By using the UEMU approach, the design effort of building a dedicated bit-true software simulation model has been saved. The required numerical precision could be determined by instrumentation of the highly optimized hardware modules. The resulting DSE hardware acceleration allows the coverage of a much larger design parameter space compared to software simulation. Furthermore, the significant speedup allows the repeated execution of a DSE over a large parameter space, which accelerates the cycle times of the iterative hardware design process.

6.5 Cost estimation for iterative K-user IA

For the general K > 3 user case, there are no known closed-form solutions, but iterative algorithms exist. In this section, we present implementation complexity estimates of the minimum mean squared error IA algorithm in [22].

The MMSE-IA algorithm starts with arbitrary precoding matrices \({\varvec{V}}_k\), then iteratively updates the decoding and precoding matrices \({\varvec{U}}_k\) and \({\varvec{V}}_k\) according to Eqs. 20 and 21 until convergence. The Lagrange multiplier λk ≥ 0 is computed to satisfy \(\| {\varvec{V}}_k \|_2^2 \le 1\) by Newton iteration.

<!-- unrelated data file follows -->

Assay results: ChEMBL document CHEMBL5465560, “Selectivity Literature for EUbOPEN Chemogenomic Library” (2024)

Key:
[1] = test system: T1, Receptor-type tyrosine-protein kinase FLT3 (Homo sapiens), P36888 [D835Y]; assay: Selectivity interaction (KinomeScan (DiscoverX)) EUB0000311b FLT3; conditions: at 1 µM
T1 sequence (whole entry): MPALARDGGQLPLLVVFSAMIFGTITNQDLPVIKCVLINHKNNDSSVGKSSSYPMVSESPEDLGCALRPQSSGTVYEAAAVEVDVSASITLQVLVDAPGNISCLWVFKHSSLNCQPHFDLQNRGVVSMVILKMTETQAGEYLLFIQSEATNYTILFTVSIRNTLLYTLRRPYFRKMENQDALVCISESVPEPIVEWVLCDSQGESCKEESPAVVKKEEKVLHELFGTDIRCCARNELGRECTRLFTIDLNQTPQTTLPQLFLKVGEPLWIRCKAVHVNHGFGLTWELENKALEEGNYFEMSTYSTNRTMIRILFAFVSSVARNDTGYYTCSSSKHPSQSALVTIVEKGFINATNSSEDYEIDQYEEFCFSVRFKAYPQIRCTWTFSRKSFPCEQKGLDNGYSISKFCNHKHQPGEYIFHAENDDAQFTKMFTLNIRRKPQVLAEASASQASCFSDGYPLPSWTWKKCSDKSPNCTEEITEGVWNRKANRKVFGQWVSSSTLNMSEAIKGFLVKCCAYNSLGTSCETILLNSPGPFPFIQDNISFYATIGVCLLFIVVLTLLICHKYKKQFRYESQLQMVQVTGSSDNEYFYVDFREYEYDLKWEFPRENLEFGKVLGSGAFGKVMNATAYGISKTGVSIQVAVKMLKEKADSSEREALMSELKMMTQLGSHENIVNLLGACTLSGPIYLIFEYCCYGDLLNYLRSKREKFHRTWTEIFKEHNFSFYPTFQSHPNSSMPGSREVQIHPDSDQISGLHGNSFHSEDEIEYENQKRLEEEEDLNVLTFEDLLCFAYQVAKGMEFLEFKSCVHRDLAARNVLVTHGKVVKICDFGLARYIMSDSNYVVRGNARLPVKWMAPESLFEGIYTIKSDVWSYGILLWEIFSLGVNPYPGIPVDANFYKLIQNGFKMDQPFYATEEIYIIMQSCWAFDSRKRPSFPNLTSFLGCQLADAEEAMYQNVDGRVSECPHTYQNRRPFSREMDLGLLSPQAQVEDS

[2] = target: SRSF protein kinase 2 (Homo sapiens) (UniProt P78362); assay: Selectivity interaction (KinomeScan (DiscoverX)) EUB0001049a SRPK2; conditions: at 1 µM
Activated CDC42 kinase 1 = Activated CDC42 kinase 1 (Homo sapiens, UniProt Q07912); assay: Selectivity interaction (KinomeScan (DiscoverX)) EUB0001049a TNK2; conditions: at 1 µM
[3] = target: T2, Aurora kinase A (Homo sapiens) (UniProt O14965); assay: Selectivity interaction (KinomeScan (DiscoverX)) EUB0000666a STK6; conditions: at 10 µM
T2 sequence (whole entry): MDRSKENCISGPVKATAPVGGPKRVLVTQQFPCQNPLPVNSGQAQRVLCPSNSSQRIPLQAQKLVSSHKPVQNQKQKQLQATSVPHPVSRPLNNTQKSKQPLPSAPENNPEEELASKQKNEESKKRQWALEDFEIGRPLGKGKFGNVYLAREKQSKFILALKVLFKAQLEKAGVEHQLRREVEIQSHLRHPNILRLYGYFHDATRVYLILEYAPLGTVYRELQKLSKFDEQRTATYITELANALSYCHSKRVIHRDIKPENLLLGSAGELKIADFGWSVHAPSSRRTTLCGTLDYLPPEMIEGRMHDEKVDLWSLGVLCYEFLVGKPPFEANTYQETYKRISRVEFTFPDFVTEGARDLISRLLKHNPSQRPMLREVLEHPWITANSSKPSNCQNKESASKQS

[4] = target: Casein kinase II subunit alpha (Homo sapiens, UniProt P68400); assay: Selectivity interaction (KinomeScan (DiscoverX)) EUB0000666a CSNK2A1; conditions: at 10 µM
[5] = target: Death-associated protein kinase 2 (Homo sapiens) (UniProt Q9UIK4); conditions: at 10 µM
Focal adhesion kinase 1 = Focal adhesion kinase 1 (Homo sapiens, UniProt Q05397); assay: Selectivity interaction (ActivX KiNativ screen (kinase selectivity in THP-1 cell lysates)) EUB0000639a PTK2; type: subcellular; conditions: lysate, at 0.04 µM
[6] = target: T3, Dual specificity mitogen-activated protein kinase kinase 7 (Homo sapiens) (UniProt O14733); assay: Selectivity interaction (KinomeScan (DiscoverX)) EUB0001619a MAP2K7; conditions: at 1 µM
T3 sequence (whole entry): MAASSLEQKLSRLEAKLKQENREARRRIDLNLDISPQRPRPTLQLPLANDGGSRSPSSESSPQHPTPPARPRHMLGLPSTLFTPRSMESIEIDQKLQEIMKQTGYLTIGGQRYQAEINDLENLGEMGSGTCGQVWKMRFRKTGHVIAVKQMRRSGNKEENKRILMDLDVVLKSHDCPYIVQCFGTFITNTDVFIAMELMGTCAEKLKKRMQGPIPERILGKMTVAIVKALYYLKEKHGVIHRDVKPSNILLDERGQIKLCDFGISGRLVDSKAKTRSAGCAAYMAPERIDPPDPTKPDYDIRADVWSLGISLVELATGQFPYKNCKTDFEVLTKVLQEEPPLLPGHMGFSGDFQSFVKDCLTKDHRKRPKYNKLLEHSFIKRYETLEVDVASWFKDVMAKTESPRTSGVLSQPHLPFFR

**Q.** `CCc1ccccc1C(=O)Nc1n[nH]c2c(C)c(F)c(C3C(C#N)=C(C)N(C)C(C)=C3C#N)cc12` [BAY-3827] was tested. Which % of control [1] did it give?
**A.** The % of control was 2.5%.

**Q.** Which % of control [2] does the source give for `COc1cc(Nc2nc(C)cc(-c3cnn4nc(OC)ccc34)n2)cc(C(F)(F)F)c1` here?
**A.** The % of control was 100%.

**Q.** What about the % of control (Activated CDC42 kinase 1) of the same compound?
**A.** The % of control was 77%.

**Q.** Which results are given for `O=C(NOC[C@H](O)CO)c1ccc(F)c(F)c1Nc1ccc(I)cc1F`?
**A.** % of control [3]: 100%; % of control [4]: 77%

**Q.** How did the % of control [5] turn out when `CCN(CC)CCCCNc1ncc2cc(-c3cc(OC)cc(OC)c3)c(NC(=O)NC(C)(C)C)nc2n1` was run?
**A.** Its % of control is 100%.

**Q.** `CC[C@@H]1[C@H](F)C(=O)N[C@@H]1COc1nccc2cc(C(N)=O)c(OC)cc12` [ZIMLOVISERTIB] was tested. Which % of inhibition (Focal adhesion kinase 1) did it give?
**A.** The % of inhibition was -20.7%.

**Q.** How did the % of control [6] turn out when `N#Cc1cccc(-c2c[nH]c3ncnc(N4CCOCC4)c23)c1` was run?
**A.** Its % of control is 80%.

$$ \boldsymbol{U}_k = \left(\sum\limits_{j=1}^{K}{\boldsymbol{H}_{kj} \boldsymbol{V}_j \boldsymbol{V}_j^H \boldsymbol{H}_{kj}^H + \sigma^2 \boldsymbol{I}} \right)^{-1} \boldsymbol{H}_{kk} \boldsymbol{V}_k $$
(20)
$$ \boldsymbol{V}_k = \left(\sum\limits_{j=1}^{K}{\boldsymbol{H}_{jk}^H \boldsymbol{U}_j \boldsymbol{U}_j^H \boldsymbol{H}_{jk} + \lambda_k \boldsymbol{I}} \right)^{-1} \boldsymbol{H}_{kk}^H \boldsymbol{U}_k $$
(21)
The number of required iterations is data-dependent. Each iteration step requires the following operations to be executed: matrix multiplication, pseudo-inverse, Newton iterations. Figure 14 summarizes the estimated number of operations for the computation of a set of \({\varvec{V}}\) and \({\varvec{U}}\) matrices, based on well-known optimized hardware implementations. Comparing the computational complexity of the iterative approach to the the closed-form 2 × 2 IA implementation presented in Sect. 6.2, the number of operations is increased by a factor of ~60.8.
https://static-content.springer.com/image/art%3A10.1007%2Fs10470-013-0127-6/MediaObjects/10470_2013_127_Fig14_HTML.gif
Fig. 14

Number of operations for iterative MMSE IA (four iterations)

The high computational complexity of iterative IA algorithms makes their characterization by software simulation infeasible. For bit-true models, using hardware acceleration is mandatory to cover a sufficiently large design space.

7 Summary and conclusion